Few people have a point of view like an astronaut. The latest picture-perfect frame to hit the internet is in this daily dispatch, and you’ll want to see it before you do anything else this Tuesday morning.
Also in this edition of Inverse Daily: Harrison Ford roasts the studio execs who gave a now-iconic sci-fi movie (not Star Wars) some terrible notes. Keep scrolling for that.
We also have a car that’s electric and it’s not a Tesla — which has a kind-of-amazing driver-assistance technology.
I’m Nick Lucchesi, editor-in-chief at Inverse. Here are four essential reads that I hope give you pause or stick with you as you go about your day.
A full Moon is already an event worth looking up for, but there’s an even more spectacular lunar phenomenon you should make time to see: the supermoon.
In 2021, we’ll see two supermoons: We saw one last night (April 26) and will see another on May 26. (If you missed the “pink” supermoon last night, don’t worry — it will still appear full in the night sky tonight.) Supermoons are of course visible throughout the night, with a peak shortly before midnight. So what exactly is a supermoon?
- 2021 astronomy calendar: the 10 best events to watch
- How to tell a blood moon from a supermoon
- Supermoons are huge, amazing, and NBD
SpaceX Crew Dragon: Look at a stunning photo from space — ESA astronaut Thomas Pesquet snapped a shot of the Earth from his capsule — and captured something else at the same time, reports Mike Brown:
An astronaut in a SpaceX capsule captured a beautiful photo of the Earth from above — and managed to capture part of the capsule’s rocket at the same time.
Thomas Pesquet, the first European Space Agency astronaut to fly in a Crew Dragon capsule, shared an image Sunday from his adventure. The photo, taken during the 23-hour trip to the International Space Station that started Friday, shows both the Earth and the second stage booster that helped propel the capsule toward the ISS.
- SpaceX Mars city: simulation reveals what Elon Musk is still missing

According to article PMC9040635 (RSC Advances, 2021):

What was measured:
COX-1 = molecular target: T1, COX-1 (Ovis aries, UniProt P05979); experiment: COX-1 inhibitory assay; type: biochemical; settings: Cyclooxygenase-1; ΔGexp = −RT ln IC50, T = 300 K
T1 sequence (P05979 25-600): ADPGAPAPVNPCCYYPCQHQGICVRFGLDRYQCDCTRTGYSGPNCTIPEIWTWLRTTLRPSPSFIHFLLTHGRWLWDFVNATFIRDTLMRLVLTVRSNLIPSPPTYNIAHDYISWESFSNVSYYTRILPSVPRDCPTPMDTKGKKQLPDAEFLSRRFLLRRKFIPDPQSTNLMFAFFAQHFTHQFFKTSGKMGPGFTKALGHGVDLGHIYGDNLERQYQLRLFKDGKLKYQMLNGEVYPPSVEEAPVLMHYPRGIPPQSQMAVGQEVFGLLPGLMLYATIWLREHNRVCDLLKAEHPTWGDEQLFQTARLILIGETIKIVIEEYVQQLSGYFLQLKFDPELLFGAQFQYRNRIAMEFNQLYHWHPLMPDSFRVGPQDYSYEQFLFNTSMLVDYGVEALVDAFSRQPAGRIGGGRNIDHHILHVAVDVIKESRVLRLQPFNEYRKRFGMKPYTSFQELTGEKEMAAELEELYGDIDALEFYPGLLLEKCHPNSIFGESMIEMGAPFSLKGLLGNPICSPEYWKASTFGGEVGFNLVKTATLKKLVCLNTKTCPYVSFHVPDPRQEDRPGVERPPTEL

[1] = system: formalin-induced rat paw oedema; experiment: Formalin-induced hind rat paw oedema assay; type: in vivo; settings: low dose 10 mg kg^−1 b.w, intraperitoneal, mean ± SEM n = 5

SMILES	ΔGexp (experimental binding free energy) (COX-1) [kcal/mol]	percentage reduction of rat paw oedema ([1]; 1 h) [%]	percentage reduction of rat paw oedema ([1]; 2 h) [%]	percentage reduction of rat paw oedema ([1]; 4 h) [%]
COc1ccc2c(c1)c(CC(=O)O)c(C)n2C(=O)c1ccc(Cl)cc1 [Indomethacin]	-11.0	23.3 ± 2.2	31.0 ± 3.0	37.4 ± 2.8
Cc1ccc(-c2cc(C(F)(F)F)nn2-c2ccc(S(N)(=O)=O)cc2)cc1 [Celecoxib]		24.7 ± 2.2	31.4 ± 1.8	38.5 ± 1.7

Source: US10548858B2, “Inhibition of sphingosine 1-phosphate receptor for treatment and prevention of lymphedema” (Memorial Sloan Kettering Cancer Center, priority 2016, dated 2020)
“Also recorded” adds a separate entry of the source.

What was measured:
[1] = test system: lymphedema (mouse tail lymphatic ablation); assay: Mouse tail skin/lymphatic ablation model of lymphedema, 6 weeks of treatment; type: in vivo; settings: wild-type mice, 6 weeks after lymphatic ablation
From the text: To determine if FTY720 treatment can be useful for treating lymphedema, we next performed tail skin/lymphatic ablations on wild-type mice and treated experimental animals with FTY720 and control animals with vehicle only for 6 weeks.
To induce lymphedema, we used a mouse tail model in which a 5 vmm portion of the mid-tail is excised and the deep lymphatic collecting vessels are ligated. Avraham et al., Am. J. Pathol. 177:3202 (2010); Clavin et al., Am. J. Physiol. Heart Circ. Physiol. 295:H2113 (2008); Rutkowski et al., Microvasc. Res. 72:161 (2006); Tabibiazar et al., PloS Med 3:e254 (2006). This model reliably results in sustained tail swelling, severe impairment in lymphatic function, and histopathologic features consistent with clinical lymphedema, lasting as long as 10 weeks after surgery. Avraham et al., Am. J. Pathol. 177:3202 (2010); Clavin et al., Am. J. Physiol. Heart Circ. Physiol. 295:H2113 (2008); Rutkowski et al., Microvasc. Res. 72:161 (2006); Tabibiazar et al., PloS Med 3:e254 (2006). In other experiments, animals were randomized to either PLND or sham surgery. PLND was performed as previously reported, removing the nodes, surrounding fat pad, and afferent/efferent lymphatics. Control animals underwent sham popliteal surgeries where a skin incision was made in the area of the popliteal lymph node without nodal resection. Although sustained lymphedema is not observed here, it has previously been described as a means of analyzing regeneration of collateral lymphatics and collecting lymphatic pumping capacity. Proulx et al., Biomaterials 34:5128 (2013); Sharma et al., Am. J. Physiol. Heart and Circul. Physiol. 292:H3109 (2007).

- SpaceX Moonshot: How to win a seat on Yusaku Maezawa's trip to the Moon
- A virtual tour of Mars now — and of its possible future
2022 Chevrolet Bolt EUV review — Traffic is back. Luckily, the Chevrolet Bolt EUV is by far the best car on the market for driving to work if you have a highway-heavy commute. Oh, and it's all-electric and should get somewhere around 250 miles of range, writes Jordan Golson:
The Bolt EUV is by far the best car on the market for driving to work if you have a highway-heavy commute.
Oh, and it's all-electric and should get somewhere around 250 miles of range, all for around $43,000. (The federal tax credit is gone for all GM vehicles, unfortunately.)
- All the cars from the F9 trailer — and how much it costs to blow ’em up
- The Mercedes EQS will make Tesla fanboys drool
- Lexus LF-Z 2021 might be the future of electric cars
About Harrison Ford and Blade Runner — Blade Runner’s biggest production hurdle wasn't just in the editing room. Here's what Harrison Ford's Oscar joke about Blade Runner really means, writes Ryan Britt:
During the 93rd Academy Awards on April 25, 2021, Harrison Ford made a joke about the post-production of the original 1982 Blade Runner while presenting the Oscar for Best Film Editing. The thing is, it basically wasn’t a joke.
Here’s where those Blade Runner editing notes actually came from and what they really mean.
- Why Total Recall (not Blade Runner) is the best Philip K. Dick movie
- The false memories in Blade Runner could’ve been solved (with basic science)
- Harrison Ford dug up ruthless, decades-old Blade Runner studio notes during last night's Oscars
That about does it for today! Let me know what you think of this daily dispatch by emailing firstname.lastname@example.org. You can follow me on Twitter at @nicklucchesi, where I share some of my favorite stories from Inverse every day.